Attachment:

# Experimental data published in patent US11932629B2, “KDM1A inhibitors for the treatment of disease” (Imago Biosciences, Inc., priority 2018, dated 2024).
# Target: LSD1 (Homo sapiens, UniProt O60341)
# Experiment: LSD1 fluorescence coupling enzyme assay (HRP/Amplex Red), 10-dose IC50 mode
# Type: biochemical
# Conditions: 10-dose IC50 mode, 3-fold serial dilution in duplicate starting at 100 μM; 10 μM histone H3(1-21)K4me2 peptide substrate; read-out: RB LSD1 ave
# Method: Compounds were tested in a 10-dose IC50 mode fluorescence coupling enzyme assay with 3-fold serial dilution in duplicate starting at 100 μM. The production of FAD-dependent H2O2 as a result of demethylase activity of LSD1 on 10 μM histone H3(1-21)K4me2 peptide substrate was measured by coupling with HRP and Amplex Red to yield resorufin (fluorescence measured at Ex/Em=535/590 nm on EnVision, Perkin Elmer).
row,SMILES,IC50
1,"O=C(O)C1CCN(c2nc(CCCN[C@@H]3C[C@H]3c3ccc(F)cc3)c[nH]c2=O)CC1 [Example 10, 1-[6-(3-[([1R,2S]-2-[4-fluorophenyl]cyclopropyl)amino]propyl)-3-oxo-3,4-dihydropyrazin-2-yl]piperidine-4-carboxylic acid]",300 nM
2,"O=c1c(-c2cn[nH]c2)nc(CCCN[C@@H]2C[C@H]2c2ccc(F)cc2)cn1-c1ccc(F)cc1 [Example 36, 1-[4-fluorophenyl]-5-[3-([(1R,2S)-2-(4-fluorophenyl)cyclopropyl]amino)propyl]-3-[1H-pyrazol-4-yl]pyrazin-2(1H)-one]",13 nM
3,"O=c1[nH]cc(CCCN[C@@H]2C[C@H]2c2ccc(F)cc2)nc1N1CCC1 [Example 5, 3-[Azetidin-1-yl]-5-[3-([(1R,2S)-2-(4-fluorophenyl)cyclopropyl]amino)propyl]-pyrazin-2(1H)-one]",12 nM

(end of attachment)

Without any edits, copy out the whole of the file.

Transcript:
# Experimental data published in patent US11932629B2, “KDM1A inhibitors for the treatment of disease” (Imago Biosciences, Inc., priority 2018, dated 2024).
# Target: LSD1 (Homo sapiens, UniProt O60341)
# Experiment: LSD1 fluorescence coupling enzyme assay (HRP/Amplex Red), 10-dose IC50 mode
# Type: biochemical
# Conditions: 10-dose IC50 mode, 3-fold serial dilution in duplicate starting at 100 μM; 10 μM histone H3(1-21)K4me2 peptide substrate; read-out: RB LSD1 ave
# Method: Compounds were tested in a 10-dose IC50 mode fluorescence coupling enzyme assay with 3-fold serial dilution in duplicate starting at 100 μM. The production of FAD-dependent H2O2 as a result of demethylase activity of LSD1 on 10 μM histone H3(1-21)K4me2 peptide substrate was measured by coupling with HRP and Amplex Red to yield resorufin (fluorescence measured at Ex/Em=535/590 nm on EnVision, Perkin Elmer).
row,SMILES,IC50
1,"O=C(O)C1CCN(c2nc(CCCN[C@@H]3C[C@H]3c3ccc(F)cc3)c[nH]c2=O)CC1 [Example 10, 1-[6-(3-[([1R,2S]-2-[4-fluorophenyl]cyclopropyl)amino]propyl)-3-oxo-3,4-dihydropyrazin-2-yl]piperidine-4-carboxylic acid]",300 nM
2,"O=c1c(-c2cn[nH]c2)nc(CCCN[C@@H]2C[C@H]2c2ccc(F)cc2)cn1-c1ccc(F)cc1 [Example 36, 1-[4-fluorophenyl]-5-[3-([(1R,2S)-2-(4-fluorophenyl)cyclopropyl]amino)propyl]-3-[1H-pyrazol-4-yl]pyrazin-2(1H)-one]",13 nM
3,"O=c1[nH]cc(CCCN[C@@H]2C[C@H]2c2ccc(F)cc2)nc1N1CCC1 [Example 5, 3-[Azetidin-1-yl]-5-[3-([(1R,2S)-2-(4-fluorophenyl)cyclopropyl]amino)propyl]-pyrazin-2(1H)-one]",12 nM